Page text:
Posts tagged ‘middle east’

“Female Saudi film director breaks taboos in Venice”

Female Saudi film director breaks taboos in Venice

Mon, 3 Sep 2012 10:21 GMT

Source: Reuters // Silvia Aloisi

VENICE, Sept 3 (Reuters) – Saudi Arabia’s first female director has made her debut at the Venice film festival, exploring the limitations placed on women in the conservative Islamic kingdom through the tale of a strong-willed 10-year-old girl living in Riyadh.

The film, which the director says is the first to have been entirely shot in Saudi Arabia, follows the everyday life of young Wadjda and her attempts to circumvent restrictions and break social barriers – both at school and at home.

Constantly scolded for not wearing a veil, listening to pop music and not hiding in front of men, Wadjda uses guile to get her own way…

Read the full article: http://www.trust.org/trustlaw/news/female-saudi-film-director-breaks-taboos-in-venice/

September 3, 2012 at 8:58 am 1 comment

Counterpoint: “Saudi women going to Games is a sham” @SAISHopkins #olympics #hwhtw

Much has been made (including by HWHTW – see: News: “Saudi Arabia To Send Olympic Women Athletes For First Time”) of the gender  milestones reached with the 2012 Olympics: more women athletes than men, and  female participants from every participating country, including Saudi Arabia.  Jocelyne Cesari, a professor at Johns Hopkins SAIS, argues that the presence of female Saudi athletes at the Olympics does not signify a big step forward for Saudi women:

“But if [judo competitor Wojdan] Shaherkani had withdrawn, it would not have been a setback for Saudi women because her inclusion was not a sign of advancement. The presence of Saudi women is the result of several months of pressure by the International Olympics Committee on Saudi Arabia to include women competitors or face being banned from participation.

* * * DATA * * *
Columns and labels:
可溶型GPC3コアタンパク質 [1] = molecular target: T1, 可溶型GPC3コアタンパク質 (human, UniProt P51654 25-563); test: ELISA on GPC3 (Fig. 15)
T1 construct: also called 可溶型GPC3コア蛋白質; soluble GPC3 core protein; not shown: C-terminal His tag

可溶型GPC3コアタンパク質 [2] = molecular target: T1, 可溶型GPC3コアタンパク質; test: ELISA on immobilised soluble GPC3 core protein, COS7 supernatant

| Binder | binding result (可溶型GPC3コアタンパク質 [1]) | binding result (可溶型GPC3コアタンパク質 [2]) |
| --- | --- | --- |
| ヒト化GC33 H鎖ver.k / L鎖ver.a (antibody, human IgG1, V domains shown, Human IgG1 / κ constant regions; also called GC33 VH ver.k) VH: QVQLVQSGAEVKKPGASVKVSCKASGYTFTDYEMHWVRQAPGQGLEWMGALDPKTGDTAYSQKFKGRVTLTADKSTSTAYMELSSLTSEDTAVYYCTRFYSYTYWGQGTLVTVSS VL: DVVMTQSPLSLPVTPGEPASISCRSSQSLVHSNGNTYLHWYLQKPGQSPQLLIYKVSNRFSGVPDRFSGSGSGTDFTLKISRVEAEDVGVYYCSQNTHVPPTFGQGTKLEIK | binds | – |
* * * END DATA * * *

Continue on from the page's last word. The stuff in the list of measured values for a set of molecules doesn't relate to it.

“The situation for female athletes in Saudi Arabia is bleak.

“Saudi women in general are denied the right to practice sports. Saudi Arabia is the only country in the world that prevents girls from taking part in sports in government schools. Physical education is allowed only in private schools. Women are not allowed to play in official sports clubs or even watch matches in stadiums. Girls’ football, volleyball and basketball games in private schools and colleges are held secretly.”

Read the full article: http://www.cnn.com/2012/08/01/opinion/cesari-saudi-women-sports/index.html

August 1, 2012 at 12:57 pm 1 comment

News: “Saudi Arabia To Send Olympic Women Athletes For First Time” @DonnaAN1 #olympics #hwhtw

Saudi Arabia To Send Olympic Women Athletes For First Time

By Bob Bensch and Donna Abu-Nasr

Saudi Arabia will send female athletes to the Olympic Games for the first time, the International Olympic Committee said, ending a ban by the kingdom where women aren’t allowed to drive.

Wodjan Ali Seraj Abdulrahim Shahrkhani will compete in judo at the London Games and Sarah Attar will run the 800 meters. The athletes, who were invited by the IOC, were submitted by the Saudi Arabian Olympic Committee before the July 9 deadline, the IOC said. The Saudis had previously sent all-male teams.

“This is very positive news and we are delighted to welcome these two athletes in London in a few weeks’ time,” IOC President Jacques Rogge said in a statement on the governing body’s website.

Read the full article: http://www.bloomberg.com/news/2012-07-12/saudi-arabia-to-send-women-athletes-to-olympics-for-first-time.html

July 12, 2012 at 11:17 am 2 comments

“The United Arab Emirates – a Fertile Frontier for Financial Women” via @VitalVoices @HuffingtonPost #hwhtw